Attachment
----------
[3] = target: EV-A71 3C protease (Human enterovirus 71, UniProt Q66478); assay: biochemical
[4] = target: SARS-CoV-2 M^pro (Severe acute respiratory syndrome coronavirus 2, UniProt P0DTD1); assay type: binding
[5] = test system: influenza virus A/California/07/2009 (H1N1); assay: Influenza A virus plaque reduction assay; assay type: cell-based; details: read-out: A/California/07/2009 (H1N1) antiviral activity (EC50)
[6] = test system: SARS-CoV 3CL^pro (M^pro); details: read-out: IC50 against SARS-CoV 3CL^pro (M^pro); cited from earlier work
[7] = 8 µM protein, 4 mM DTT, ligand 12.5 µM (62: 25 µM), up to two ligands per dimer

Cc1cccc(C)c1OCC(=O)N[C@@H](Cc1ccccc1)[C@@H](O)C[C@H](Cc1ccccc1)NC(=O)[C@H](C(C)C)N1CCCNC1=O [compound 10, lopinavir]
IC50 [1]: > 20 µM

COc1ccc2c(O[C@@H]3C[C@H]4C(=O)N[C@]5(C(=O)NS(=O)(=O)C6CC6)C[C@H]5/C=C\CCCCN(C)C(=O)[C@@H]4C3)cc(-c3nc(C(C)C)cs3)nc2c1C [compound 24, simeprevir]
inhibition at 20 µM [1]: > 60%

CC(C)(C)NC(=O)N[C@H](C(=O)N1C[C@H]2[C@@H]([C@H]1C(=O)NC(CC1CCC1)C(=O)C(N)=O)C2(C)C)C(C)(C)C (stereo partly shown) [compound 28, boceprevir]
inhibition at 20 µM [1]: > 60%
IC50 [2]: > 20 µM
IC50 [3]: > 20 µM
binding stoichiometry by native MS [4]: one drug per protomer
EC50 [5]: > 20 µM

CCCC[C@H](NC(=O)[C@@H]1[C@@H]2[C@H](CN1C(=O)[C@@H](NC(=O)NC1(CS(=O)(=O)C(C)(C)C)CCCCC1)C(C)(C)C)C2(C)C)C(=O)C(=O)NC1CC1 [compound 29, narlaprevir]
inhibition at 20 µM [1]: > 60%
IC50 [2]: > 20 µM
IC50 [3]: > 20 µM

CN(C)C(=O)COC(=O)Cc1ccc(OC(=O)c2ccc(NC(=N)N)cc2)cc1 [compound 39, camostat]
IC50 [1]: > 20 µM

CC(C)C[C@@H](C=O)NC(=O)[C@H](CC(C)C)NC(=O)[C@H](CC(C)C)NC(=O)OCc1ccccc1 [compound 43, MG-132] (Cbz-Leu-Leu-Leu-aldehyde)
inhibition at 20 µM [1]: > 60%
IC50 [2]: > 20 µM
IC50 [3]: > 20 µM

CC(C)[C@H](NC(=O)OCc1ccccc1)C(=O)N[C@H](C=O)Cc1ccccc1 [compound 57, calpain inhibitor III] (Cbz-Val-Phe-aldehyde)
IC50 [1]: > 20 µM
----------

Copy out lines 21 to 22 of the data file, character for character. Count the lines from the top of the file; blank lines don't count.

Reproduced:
IC50 [1]: > 20 µM

CC(C)C[C@@H](C=O)NC(=O)[C@H](CC(C)C)NC(=O)[C@H](CC(C)C)NC(=O)OCc1ccccc1 [compound 43, MG-132] (Cbz-Leu-Leu-Leu-aldehyde)